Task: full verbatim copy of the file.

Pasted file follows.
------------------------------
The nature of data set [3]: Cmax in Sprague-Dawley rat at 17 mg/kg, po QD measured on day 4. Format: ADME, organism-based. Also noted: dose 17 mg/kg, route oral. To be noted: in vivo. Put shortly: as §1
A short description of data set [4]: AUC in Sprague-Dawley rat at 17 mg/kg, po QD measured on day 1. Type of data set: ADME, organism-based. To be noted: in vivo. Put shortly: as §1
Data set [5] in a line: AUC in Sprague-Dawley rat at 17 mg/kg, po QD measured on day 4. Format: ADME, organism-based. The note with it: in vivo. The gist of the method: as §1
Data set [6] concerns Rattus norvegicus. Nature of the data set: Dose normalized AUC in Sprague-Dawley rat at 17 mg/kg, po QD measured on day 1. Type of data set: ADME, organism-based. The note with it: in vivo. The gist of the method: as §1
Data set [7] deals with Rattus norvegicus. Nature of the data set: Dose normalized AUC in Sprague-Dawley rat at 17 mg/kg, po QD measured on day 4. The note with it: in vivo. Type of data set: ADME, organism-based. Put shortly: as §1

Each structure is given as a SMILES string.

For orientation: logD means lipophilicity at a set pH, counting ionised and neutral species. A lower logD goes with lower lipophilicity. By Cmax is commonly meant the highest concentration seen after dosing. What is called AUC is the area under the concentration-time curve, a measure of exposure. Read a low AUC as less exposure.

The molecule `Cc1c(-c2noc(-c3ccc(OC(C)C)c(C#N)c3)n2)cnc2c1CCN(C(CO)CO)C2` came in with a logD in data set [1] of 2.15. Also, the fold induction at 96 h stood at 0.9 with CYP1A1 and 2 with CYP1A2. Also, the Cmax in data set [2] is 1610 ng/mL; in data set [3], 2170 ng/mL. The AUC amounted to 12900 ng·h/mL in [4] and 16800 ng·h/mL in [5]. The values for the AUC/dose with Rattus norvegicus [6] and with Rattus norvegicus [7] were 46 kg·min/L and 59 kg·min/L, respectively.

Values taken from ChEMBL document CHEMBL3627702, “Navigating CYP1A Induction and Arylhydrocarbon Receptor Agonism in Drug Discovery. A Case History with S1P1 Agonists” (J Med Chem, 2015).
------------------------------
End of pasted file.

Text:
The nature of data set [3]: Cmax in Sprague-Dawley rat at 17 mg/kg, po QD measured on day 4. Format: ADME, organism-based. Also noted: dose 17 mg/kg, route oral. To be noted: in vivo. Put shortly: as §1
A short description of data set [4]: AUC in Sprague-Dawley rat at 17 mg/kg, po QD measured on day 1. Type of data set: ADME, organism-based. To be noted: in vivo. Put shortly: as §1
Data set [5] in a line: AUC in Sprague-Dawley rat at 17 mg/kg, po QD measured on day 4. Format: ADME, organism-based. The note with it: in vivo. The gist of the method: as §1
Data set [6] concerns Rattus norvegicus. Nature of the data set: Dose normalized AUC in Sprague-Dawley rat at 17 mg/kg, po QD measured on day 1. Type of data set: ADME, organism-based. The note with it: in vivo. The gist of the method: as §1
Data set [7] deals with Rattus norvegicus. Nature of the data set: Dose normalized AUC in Sprague-Dawley rat at 17 mg/kg, po QD measured on day 4. The note with it: in vivo. Type of data set: ADME, organism-based. Put shortly: as §1

Each structure is given as a SMILES string.

For orientation: logD means lipophilicity at a set pH, counting ionised and neutral species. A lower logD goes with lower lipophilicity. By Cmax is commonly meant the highest concentration seen after dosing. What is called AUC is the area under the concentration-time curve, a measure of exposure. Read a low AUC as less exposure.

The molecule `Cc1c(-c2noc(-c3ccc(OC(C)C)c(C#N)c3)n2)cnc2c1CCN(C(CO)CO)C2` came in with a logD in data set [1] of 2.15. Also, the fold induction at 96 h stood at 0.9 with CYP1A1 and 2 with CYP1A2. Also, the Cmax in data set [2] is 1610 ng/mL; in data set [3], 2170 ng/mL. The AUC amounted to 12900 ng·h/mL in [4] and 16800 ng·h/mL in [5]. The values for the AUC/dose with Rattus norvegicus [6] and with Rattus norvegicus [7] were 46 kg·min/L and 59 kg·min/L, respectively.

Values taken from ChEMBL document CHEMBL3627702, “Navigating CYP1A Induction and Arylhydrocarbon Receptor Agonism in Drug Discovery. A Case History with S1P1 Agonists” (J Med Chem, 2015).